In our Behind The Drop Q&A series, we bring you brief interviews with some of the minds driving innovation at Aquatrols. We speak to a wide variety of folks who work here at Aquatrols, exploring topics from research, to conservation, to business.
Today we are featuring an interview with Duncan Stewart-Orris, who joined the Aquatrols team two years ago after a successful career in distribution in Florida with both Lesco and Howards Fertilizer. Moving to manufacturing is different, he says, but the essential function remains the same: “We always strive for what we need to do to make sure that customer can do their job. I really never changed. I’m the guy who wants to help them out of a jam, give them advice – sometimes personal advice – because they’ve become your friends.” Here’s our conversation:
How did you get started in the green industry?
At the young age of 13 I got a landscaping job right at the dawn of the Florida green industry boom and really never looked back. I worked in nurseries and even was interested in being a greenhouse grower. Eventually I went to school for engineering but quickly switched over to landscape architecture because I knew I loved the outdoors. I started taking horticulture classes as well and just decided to change my major and commit to the green industry.
But everything changed when I took an internship at Lesco in Orlando just as golf and turf management was really blowing up in the Sunshine State in the early ‘90s. Everything was growing so fast that the internship turned into a job. I started to learn more about customers – golf courses and lawn care – and really loved it.
How is working for a manufacturer different?
I saw an opportunity to focus more of my time on 20 or 25 products and be really good at the agronomy around those products. I think we’ll continue to expand our portfolio but I don’t have to worry about a thousand things anymore.
What’s the key to helping customers?
You learn how your products work within other people’s programs. That’s what I try to do. Find out what works and bring it to other people. Superintendents are not going to go all-in on every product the first time. It’s not reality. You have to build the confidence in the product line and you have to show them results. That’s what my whole goal is.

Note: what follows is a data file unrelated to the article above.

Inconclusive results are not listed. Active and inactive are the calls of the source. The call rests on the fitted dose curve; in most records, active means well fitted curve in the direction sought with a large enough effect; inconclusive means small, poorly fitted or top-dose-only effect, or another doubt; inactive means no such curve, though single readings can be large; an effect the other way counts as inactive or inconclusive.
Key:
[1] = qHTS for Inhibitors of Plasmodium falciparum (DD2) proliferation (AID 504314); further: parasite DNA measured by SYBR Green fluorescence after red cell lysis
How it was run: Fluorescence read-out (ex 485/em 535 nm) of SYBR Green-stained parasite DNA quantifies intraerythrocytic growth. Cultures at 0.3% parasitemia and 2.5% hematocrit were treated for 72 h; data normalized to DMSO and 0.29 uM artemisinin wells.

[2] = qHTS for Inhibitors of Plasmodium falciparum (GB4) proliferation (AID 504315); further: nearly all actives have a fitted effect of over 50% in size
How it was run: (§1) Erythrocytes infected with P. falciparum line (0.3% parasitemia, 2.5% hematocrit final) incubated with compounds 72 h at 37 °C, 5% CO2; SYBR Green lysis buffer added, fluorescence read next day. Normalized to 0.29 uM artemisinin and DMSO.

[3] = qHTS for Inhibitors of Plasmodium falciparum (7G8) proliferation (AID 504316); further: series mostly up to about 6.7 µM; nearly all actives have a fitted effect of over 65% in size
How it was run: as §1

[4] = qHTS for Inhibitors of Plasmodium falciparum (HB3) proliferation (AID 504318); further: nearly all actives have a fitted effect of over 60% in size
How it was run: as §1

What’s the most valuable lesson you’ve learned over the years?
Treat people with respect no matter who they are. Competitors, interns, mechanics, crew members, all of them. Lift someone up beside you and you’ll often be surprised.
What’s it been like being part of the Aquatrols team?
It’s really been awesome. I’ve worked with some really good guys, but it’s pretty grounding when your new colleagues reach out and embrace you the way Aquatrols did for me. They really support us and our families. They care about the industry, they care about doing the right thing, they care about their peers…they just care. It’s a great atmosphere.
When you started with Aquatrols and really examined the technology, what did you decide was the most undervalued product in the portfolio?
Dispatch! It’s got uses for everything in turf and horticulture and lawn care. I’m still shocked at how few LCOs are using it. On the golf side, a little Dispatch in every tank mix. Always. It’s great with pre-emergents like Barricade. For mole cricket applications you can spray during the day with it in the tank, not water in immediately and still get control. Also if you have a tech who isn’t perfect at spraying, Dispatch will fix a lot of those problems.
Let’s do the math. You’re investing a grand total of $12 per acre. That will be offset by about a 20% increase in the effectiveness of what you put in that tank whether it’s PGR or fertilizer or active. It’s a cheap thing that makes the expensive things work better. Heck how much are you paying for dummy dye just to turn you and everything else blue!
You’ve seen lots of aspects of the green industry. What’s your advice to a young person who wants to succeed?
I learned from the school of hard knocks. Get yourself educated to whatever level you can afford. Work in the business and educate yourself at the same time. Ask questions, work hard, ask for more hours. In a way you should be willing to work for free because you’re getting an invaluable education on something. Invest two hours a week to learn more stuff. Tell your boss, “Hey, I really want to learn how to spray. Can you show me how?
Eventually that will get you the next leg up in the business. Thinking about what you want to do next and trying to get yourself to the point where you can take that job – even if you aren’t qualified for it or if you’re scared to death to do it – is key. Put yourself in the position to win by doing the hard work that no one else wants to do.
What do you do to decompress?
Fishing is my passion. It’s my place of solitude but it’s also helped me build a ton of friendships. It’s calming and it really helped bring back stability in my life. My best friend and I fish a lot and we give each other endless grief. We also bet: biggest fish, most fish…just jawing at each other the whole time. It’s not the normal Duncan most people see. It’s hard to have a bad time fishing!
I’m pretty lucky. I get to use agronomy to help my friends solve problems. To me it’s an easy job because I have the best products to sell and all the tools I need. How cool is that?
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